The series returns to the Meadowlands on Sunday afternoon. "We know it's going to be tough, going to New York and playing the Giants at their place," said Roethlisberger, also on a conference call with New York reporters Wednesday.

The Steelers currently stand 4-3 on the season -- in second place in the AFC North, one game behind the Ravens. They've won two games in a row, but are just 1-3 on the road this year.

Tomlin doesn't think playing away from home has been the problem. "I don’t necessarily want to equate it to venue -- I just don't think that we've been consistent in performance," Tomlin said. "Thankfully in recent weeks I think we've been moving in the right direction in that regard, but we'll continue to write that story as we move forward. This is a big challenge in front of us this week."

Pittsburgh is ranked No. 2 in the NFL in total defense (274.1 yards per game), and No. 1 in passing defense (182.6). But Tomlin knows his team has its work cut out for them against the Giants' aerial attack, the sixth-best in the league (282.1).

"I think their play-action pass game is very good. I think Eli throws a very good deep ball, he puts the ball in very playable position. I think their wideouts, the entire group collectively, does a nice job of making plays on balls down the field," said Tomlin. "It's all of em -- it's (Victor) Cruz, it's (Hakeem) Nicks, it's (Domenik) Hixon, and even (Ramses) Barden and others when given an opportunity.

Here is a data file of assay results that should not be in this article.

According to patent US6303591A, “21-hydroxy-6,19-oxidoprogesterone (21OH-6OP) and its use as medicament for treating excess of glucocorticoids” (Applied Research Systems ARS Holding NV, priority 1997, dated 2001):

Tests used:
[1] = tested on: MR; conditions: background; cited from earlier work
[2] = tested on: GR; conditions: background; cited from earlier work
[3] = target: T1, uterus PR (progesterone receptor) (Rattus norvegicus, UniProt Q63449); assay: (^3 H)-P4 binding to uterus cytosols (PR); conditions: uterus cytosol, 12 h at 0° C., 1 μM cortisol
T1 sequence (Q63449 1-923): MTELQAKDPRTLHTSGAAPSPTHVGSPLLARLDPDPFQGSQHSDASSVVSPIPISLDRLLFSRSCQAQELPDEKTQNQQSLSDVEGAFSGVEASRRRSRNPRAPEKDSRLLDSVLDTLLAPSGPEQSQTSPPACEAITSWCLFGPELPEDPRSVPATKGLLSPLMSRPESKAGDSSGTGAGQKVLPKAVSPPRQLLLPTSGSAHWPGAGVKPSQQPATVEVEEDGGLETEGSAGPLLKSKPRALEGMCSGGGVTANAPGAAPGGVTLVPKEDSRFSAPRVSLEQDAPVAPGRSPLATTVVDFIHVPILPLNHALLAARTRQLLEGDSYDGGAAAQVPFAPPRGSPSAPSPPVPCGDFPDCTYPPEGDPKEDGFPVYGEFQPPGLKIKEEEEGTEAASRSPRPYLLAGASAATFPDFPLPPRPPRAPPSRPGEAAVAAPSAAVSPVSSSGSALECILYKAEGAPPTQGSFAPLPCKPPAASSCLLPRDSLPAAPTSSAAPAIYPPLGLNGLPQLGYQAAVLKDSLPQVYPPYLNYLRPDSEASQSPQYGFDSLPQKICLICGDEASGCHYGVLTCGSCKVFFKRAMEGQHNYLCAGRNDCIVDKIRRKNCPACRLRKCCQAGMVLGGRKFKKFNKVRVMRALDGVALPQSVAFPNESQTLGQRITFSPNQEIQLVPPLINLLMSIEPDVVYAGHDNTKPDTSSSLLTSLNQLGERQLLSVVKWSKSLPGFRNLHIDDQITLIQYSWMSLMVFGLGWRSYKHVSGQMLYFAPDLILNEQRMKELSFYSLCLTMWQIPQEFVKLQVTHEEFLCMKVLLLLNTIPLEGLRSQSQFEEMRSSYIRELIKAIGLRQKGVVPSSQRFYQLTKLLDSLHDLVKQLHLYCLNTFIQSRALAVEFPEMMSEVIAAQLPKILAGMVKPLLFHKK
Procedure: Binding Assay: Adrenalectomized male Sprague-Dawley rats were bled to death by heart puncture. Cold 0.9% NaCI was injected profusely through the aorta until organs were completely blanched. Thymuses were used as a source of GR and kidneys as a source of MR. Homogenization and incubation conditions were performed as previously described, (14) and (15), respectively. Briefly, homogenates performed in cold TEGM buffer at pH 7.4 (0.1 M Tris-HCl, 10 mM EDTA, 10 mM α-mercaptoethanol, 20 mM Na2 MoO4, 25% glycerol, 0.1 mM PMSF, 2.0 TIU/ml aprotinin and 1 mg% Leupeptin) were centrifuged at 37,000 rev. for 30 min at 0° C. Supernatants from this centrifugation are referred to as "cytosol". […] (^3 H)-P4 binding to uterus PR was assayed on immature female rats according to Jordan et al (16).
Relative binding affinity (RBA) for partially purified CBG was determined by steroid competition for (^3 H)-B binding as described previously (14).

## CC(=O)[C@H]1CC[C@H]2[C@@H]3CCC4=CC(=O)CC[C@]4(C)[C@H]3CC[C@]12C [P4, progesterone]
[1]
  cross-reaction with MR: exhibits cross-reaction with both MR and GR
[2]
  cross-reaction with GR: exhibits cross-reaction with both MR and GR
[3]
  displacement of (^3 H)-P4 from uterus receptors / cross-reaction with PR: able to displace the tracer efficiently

"That's a challenge, because when you're getting yards in chunks, of course that eliminates a lot of execution."

As for the Giants' defense, Roethlisberger sees a challenge ahead, too.

"They've got a crazy amount of turnovers, interceptions. I think that (credit) usually goes to the back end, the guys intercepting it, the DBs and stuff," Roethlisberger said. "But I think you have to give a lot of credit, and we're gonna give a lot of attention to, the front four -- and really the front six or seven that they rotate in and linebackers -- because they're the ones that create a lot of those turnovers with pressure on the quarterback."

Giants versus Steelers. Manning versus Roethlisberger. Rivalry or not, it's must-see TV.